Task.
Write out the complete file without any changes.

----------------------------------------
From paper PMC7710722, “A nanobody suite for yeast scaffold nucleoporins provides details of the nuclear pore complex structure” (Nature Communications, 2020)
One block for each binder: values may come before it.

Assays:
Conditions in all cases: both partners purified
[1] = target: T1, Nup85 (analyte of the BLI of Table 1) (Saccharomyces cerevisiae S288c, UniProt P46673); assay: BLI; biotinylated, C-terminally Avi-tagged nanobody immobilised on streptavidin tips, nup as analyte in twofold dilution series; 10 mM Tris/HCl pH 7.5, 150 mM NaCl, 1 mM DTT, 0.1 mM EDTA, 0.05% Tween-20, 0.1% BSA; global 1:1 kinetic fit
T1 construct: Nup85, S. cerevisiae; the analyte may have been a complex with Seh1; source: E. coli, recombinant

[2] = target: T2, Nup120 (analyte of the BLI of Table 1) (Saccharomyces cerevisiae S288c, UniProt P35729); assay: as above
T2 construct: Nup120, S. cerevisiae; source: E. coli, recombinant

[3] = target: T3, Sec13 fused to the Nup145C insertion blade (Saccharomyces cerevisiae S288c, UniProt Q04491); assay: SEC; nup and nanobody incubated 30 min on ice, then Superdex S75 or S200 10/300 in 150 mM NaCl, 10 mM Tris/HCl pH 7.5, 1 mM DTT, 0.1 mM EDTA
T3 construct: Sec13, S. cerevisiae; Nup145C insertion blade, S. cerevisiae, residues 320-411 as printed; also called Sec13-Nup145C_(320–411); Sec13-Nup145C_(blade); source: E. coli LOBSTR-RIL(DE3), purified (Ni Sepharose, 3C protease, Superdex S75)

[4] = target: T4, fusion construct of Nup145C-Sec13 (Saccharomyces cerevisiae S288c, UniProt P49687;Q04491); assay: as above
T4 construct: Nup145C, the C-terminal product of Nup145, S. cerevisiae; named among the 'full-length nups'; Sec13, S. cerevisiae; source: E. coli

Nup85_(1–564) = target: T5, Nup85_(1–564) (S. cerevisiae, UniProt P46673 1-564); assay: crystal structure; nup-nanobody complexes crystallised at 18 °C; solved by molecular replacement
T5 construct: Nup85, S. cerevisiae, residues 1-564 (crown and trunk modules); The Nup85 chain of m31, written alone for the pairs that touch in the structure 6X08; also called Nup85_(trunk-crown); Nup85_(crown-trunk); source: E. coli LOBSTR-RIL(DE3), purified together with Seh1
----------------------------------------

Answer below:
From paper PMC7710722, “A nanobody suite for yeast scaffold nucleoporins provides details of the nuclear pore complex structure” (Nature Communications, 2020)
One block for each binder: values may come before it.

Assays:
Conditions in all cases: both partners purified
[1] = target: T1, Nup85 (analyte of the BLI of Table 1) (Saccharomyces cerevisiae S288c, UniProt P46673); assay: BLI; biotinylated, C-terminally Avi-tagged nanobody immobilised on streptavidin tips, nup as analyte in twofold dilution series; 10 mM Tris/HCl pH 7.5, 150 mM NaCl, 1 mM DTT, 0.1 mM EDTA, 0.05% Tween-20, 0.1% BSA; global 1:1 kinetic fit
T1 construct: Nup85, S. cerevisiae; the analyte may have been a complex with Seh1; source: E. coli, recombinant

[2] = target: T2, Nup120 (analyte of the BLI of Table 1) (Saccharomyces cerevisiae S288c, UniProt P35729); assay: as above
T2 construct: Nup120, S. cerevisiae; source: E. coli, recombinant

[3] = target: T3, Sec13 fused to the Nup145C insertion blade (Saccharomyces cerevisiae S288c, UniProt Q04491); assay: SEC; nup and nanobody incubated 30 min on ice, then Superdex S75 or S200 10/300 in 150 mM NaCl, 10 mM Tris/HCl pH 7.5, 1 mM DTT, 0.1 mM EDTA
T3 construct: Sec13, S. cerevisiae; Nup145C insertion blade, S. cerevisiae, residues 320-411 as printed; also called Sec13-Nup145C_(320–411); Sec13-Nup145C_(blade); source: E. coli LOBSTR-RIL(DE3), purified (Ni Sepharose, 3C protease, Superdex S75)

[4] = target: T4, fusion construct of Nup145C-Sec13 (Saccharomyces cerevisiae S288c, UniProt P49687;Q04491); assay: as above
T4 construct: Nup145C, the C-terminal product of Nup145, S. cerevisiae; named among the 'full-length nups'; Sec13, S. cerevisiae; source: E. coli

Nup85_(1–564) = target: T5, Nup85_(1–564) (S. cerevisiae, UniProt P46673 1-564); assay: crystal structure; nup-nanobody complexes crystallised at 18 °C; solved by molecular replacement
T5 construct: Nup85, S. cerevisiae, residues 1-564 (crown and trunk modules); The Nup85 chain of m31, written alone for the pairs that touch in the structure 6X08; also called Nup85_(trunk-crown); Nup85_(crown-trunk); source: E. coli LOBSTR-RIL(DE3), purified together with Seh1